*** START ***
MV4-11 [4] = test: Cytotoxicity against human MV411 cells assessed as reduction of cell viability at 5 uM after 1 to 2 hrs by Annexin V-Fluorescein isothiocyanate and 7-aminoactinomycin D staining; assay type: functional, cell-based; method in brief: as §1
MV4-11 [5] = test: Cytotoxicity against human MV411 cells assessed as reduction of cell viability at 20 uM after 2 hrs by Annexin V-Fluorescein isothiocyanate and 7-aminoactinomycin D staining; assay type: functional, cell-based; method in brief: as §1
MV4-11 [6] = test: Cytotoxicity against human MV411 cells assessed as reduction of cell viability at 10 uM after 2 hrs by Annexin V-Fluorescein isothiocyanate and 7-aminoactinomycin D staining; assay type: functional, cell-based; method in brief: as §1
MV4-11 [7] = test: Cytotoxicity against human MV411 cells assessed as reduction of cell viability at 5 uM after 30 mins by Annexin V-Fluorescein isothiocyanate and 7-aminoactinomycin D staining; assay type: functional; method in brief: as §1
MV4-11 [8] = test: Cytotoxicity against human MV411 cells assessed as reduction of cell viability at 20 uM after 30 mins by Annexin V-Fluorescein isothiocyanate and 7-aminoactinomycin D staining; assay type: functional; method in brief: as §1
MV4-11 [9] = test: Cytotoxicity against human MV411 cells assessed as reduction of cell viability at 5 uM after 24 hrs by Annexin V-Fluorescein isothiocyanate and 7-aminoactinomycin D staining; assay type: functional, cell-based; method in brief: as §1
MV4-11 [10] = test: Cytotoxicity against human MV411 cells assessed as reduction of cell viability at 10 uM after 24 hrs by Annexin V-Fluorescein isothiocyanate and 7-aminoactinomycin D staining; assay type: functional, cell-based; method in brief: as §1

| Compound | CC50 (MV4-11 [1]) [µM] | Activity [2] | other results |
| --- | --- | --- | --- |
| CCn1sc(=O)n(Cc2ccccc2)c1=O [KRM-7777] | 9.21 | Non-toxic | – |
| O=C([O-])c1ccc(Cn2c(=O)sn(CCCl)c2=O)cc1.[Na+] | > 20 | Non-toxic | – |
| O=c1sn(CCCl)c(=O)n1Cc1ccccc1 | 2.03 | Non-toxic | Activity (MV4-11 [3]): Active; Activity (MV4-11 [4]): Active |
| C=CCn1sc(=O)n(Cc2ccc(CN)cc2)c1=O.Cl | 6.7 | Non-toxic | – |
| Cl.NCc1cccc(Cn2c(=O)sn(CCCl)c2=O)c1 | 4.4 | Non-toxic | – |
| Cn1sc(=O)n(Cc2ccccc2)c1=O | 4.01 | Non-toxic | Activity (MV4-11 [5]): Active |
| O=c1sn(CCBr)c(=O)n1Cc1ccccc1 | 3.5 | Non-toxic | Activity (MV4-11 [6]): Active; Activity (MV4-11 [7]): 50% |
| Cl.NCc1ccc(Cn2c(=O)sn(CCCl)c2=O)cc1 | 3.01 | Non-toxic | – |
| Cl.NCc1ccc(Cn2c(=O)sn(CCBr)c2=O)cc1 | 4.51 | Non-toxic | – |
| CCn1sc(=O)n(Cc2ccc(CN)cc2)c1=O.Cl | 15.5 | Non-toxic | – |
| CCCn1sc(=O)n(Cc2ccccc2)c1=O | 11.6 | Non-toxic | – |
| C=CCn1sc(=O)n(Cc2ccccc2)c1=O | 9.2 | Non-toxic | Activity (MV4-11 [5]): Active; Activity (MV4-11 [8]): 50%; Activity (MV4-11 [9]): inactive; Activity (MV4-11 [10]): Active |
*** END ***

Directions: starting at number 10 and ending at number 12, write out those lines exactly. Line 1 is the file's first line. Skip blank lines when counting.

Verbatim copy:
| CCn1sc(=O)n(Cc2ccccc2)c1=O [KRM-7777] | 9.21 | Non-toxic | – |
| O=C([O-])c1ccc(Cn2c(=O)sn(CCCl)c2=O)cc1.[Na+] | > 20 | Non-toxic | – |
| O=c1sn(CCCl)c(=O)n1Cc1ccccc1 | 2.03 | Non-toxic | Activity (MV4-11 [3]): Active; Activity (MV4-11 [4]): Active |